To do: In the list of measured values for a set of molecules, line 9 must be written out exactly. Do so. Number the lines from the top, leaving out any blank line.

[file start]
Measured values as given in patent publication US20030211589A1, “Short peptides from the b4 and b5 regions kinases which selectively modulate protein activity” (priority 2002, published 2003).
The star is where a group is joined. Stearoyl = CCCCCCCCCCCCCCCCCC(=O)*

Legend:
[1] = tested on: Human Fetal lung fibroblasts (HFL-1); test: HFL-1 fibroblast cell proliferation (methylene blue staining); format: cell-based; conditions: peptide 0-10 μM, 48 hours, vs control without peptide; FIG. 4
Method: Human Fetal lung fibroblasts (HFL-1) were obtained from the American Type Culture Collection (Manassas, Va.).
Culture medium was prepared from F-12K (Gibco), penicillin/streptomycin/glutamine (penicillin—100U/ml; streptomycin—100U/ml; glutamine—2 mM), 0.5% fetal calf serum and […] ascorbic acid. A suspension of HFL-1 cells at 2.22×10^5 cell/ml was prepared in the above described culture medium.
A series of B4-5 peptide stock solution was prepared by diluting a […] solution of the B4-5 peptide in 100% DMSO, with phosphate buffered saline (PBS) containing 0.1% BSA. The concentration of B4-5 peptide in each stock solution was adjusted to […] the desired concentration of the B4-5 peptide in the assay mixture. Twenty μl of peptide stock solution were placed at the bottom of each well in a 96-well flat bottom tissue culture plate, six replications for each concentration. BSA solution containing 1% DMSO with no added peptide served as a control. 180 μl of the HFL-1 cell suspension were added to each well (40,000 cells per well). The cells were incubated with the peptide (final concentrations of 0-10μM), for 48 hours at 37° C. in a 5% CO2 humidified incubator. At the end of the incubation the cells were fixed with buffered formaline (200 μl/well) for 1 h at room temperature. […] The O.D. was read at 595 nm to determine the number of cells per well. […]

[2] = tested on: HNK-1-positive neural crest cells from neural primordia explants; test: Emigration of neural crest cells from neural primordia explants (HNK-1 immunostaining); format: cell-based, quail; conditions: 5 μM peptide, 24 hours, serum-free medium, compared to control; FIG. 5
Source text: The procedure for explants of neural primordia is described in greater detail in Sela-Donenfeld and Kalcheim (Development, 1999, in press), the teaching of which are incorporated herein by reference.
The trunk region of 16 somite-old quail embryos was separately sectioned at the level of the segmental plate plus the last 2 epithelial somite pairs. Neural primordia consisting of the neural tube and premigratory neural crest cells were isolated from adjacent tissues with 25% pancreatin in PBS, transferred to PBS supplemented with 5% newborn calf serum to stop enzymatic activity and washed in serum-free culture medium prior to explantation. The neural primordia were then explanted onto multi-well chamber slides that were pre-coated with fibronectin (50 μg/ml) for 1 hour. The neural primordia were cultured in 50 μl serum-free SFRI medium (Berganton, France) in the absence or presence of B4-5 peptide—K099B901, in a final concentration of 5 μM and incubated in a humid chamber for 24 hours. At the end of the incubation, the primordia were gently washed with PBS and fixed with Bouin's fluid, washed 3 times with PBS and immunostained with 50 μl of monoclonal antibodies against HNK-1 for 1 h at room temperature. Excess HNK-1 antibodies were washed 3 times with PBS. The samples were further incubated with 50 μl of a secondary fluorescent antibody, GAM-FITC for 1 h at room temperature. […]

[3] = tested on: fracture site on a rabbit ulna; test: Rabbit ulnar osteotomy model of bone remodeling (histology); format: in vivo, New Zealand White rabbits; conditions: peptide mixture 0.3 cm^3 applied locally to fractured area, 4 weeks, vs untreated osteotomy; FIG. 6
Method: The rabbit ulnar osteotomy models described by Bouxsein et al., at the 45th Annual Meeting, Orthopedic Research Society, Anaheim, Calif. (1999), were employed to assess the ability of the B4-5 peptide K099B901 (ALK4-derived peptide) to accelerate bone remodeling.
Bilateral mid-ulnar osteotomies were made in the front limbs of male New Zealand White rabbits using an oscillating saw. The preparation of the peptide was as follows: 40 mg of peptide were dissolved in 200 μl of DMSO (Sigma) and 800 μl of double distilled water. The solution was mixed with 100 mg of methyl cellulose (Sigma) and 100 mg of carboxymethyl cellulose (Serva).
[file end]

Source text: The procedure for explants of neural primordia is described in greater detail in Sela-Donenfeld and Kalcheim (Development, 1999, in press), the teaching of which are incorporated herein by reference.